You have asked several times, why we thought this method of reasoning was better than others (even though you did not give an example of any other methods), to which I will answer the following. The Scientific Method has proven over me to be the most reliable way of predicting future event, be it the behaviour of the natural world or man made materials.
And I wouldn't dispute this in a million years. I am not suggesting any other method in trying to understand the natural world.

But the difference between your approach and mine is this:

- I am prepared to consider the possibility that it could be either natural or divine in origin. You (appear, at least) prepared to consider the possibility that is natural in origin only. You jump to the conclusion that it was natural in origin, and base your approach / argument around this. Whereas I have been (trying at least) to examine the evidence in a neutral way, and then come to conclusion based on that.
brianmmulligan wrote:
So just in case my requests have been lost in the above explanation. Do you have a method of reasoning, comparable to the above method, that would persuade us that your views are in any way reliable?
Like I have said before, I have tried every reasonable approach (I can think of) to try and come to a natural reason for this experience. You haven't given me any detail, at all, about what sort of model (not debating that you wouldn't use a model - but what particular kind / how would it would relate to this particular case) you would use.
bipedalhumanoid
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Re: Why I believe in God

Post by bipedalhumanoid » Fri Jan 02, 2009 6:14 pm

"The fact of your own existence is the most astonishing fact you will ever have to face. Don’t you ever get used to it." - Richard Dawkins... being shrill and offensive again I suppose.
brianmmulligan
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Re: Re:

Post by brianmmulligan » Fri Jan 02, 2009 6:21 pm

Patrick,

I'm afraid that I will have to bow out of this interchange. My celebration of Christmas and the New Year in having the luxury of time to take part is now drawing to a close. In addition there are a number of points in my last posting that you have either been unable to respond to or chose not to. I'll just draw your attention to these:
Patrick Fowke wrote:
brianmmulligan wrote:
"It is now obvious from your response that you were not able to think up of possible alternative explanations to your experience"

- the important thing is, though, that I tried (have you tried / have you entertained the possibility that the experience might have been divine in origin?)

- a logical explanation for this could be that there was no alternative explanation
Nope. I think you may have missed my little joke. Not being able to think of an alternative explanation tends to indicate a closed mind. I did suggest that if you could not think of an alternative explanation that you use one of the many proposed here and subject it to a rigourous analysis using some sort of technique.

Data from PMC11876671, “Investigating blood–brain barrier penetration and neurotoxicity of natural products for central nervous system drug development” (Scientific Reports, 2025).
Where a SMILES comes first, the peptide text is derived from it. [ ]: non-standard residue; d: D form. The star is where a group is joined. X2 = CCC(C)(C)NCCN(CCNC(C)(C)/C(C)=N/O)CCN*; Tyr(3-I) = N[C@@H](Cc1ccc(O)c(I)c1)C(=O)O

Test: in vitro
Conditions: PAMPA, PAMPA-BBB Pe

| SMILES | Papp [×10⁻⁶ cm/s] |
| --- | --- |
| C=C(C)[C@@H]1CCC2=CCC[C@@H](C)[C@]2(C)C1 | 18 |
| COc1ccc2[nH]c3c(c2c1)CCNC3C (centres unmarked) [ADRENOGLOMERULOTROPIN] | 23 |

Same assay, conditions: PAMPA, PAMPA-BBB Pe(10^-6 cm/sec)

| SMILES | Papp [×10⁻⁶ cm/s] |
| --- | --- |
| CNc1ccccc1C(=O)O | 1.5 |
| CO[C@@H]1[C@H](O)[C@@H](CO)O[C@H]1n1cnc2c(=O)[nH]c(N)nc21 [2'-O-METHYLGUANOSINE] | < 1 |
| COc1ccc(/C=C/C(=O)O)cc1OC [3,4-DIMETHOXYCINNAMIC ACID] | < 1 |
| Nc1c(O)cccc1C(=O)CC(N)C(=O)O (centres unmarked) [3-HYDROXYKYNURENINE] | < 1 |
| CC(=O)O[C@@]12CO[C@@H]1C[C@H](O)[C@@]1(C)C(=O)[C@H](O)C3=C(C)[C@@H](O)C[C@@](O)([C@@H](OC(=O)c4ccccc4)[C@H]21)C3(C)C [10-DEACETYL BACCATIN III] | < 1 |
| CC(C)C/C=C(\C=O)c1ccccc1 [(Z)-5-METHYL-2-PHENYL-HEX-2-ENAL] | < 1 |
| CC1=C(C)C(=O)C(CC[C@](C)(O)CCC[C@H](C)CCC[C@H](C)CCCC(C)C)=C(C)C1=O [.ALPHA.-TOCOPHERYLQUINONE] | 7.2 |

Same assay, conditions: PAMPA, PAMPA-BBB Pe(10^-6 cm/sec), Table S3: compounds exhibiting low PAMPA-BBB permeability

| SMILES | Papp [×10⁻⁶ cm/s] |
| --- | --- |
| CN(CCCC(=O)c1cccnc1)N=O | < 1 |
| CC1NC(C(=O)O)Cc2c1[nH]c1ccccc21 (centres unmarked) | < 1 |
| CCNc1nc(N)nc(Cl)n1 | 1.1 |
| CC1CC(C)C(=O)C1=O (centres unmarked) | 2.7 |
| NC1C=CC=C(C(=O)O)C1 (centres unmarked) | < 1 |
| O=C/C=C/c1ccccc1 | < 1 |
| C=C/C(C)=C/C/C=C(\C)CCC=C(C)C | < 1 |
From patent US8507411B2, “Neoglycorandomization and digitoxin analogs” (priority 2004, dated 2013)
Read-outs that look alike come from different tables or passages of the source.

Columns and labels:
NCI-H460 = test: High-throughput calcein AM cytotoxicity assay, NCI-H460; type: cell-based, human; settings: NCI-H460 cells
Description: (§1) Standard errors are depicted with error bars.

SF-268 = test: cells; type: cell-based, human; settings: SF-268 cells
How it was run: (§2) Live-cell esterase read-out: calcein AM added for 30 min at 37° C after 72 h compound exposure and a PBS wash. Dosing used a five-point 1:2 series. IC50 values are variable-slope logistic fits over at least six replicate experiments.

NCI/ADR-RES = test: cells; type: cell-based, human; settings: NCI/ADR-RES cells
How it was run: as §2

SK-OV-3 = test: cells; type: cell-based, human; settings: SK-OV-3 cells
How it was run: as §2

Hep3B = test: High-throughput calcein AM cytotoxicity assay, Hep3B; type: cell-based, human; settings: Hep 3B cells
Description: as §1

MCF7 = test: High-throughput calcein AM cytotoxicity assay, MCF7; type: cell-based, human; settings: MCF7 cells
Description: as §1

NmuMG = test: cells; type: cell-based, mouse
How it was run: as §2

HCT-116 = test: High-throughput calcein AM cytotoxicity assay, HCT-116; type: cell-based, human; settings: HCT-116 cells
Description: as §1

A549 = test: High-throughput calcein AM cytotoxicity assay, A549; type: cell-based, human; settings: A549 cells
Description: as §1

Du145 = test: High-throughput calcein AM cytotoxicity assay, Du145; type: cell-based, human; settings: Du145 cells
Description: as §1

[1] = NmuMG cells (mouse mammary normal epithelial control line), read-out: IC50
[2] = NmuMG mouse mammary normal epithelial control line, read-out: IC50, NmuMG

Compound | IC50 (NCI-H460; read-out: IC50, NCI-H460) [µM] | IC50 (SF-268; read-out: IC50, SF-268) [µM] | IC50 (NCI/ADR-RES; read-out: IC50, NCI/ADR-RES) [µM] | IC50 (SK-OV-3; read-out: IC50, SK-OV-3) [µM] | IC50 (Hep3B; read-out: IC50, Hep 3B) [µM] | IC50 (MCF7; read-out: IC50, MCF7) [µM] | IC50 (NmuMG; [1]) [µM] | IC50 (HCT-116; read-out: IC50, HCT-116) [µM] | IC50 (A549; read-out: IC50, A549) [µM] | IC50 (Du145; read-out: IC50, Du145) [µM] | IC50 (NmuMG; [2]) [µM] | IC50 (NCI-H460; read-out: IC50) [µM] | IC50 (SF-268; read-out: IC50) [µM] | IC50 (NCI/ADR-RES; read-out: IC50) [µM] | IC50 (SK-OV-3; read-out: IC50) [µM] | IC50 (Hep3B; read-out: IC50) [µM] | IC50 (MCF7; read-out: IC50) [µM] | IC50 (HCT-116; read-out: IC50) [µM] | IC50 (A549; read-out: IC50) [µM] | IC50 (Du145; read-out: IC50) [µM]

Patrick Fowke wrote:
brianmmulligan wrote:
-The Scientific Method. The roots of this method go back thousands of years, but have been particularly refined in the last 3 or 4 hundred years and have reached a level of reliability to the point where they have not really changed in the last 60 years or more. This method contends that nothing is completely provable, but that certainty increases with the as the weight of evidence increases. Evidence is essentially repeatable measurements and observations. One of the most powerful techniques in the method is that by continuously attempting to disprove your claims and failing you strengthen it. (eg. recent measurements in dark matter - if they turned out to be different, the theory would have been weakened - but they turned out to be bang on - so the theory is strengthened further).
- I wouldn't disagree with your account of the scientific method. But how does all of this tie in with my particular experience? How would you apply what you say here to such an experience? What kind of method would you set up?

You talk of "scientific method", though, as if it must be the ultimate arbitrator of such an occurence. Is science the only arbitrator of what is true / real? If not then what value do you place in philosophy for example?

Most scientists don't believe that science is the ultimate arbitrator of what is true or real. Most scientists would regard science as being about understanding how the natural world works. Many, such as Max Planck (founder of quantum physics and devout Christian) would have argued that science is outside the remit of certain phenomena (i.e the transcendental). Many agnostic scientists would place great value in other areas of learning such as philosophy, or in culture in general, for enlightenment - not science as the ultimate arbitrator of all truth / reality.
brianmmulligan wrote:
You have asked several times, why we thought this method of reasoning was better than others (even though you did not give an example of any other methods), to which I will answer the following. The Scientific Method has proven over me to be the most reliable way of predicting future event, be it the behaviour of the natural world or man made materials.
And I wouldn't dispute this in a million years. I am not suggesting any other method in trying to understand the natural world.

But the difference between your approach and mine is this: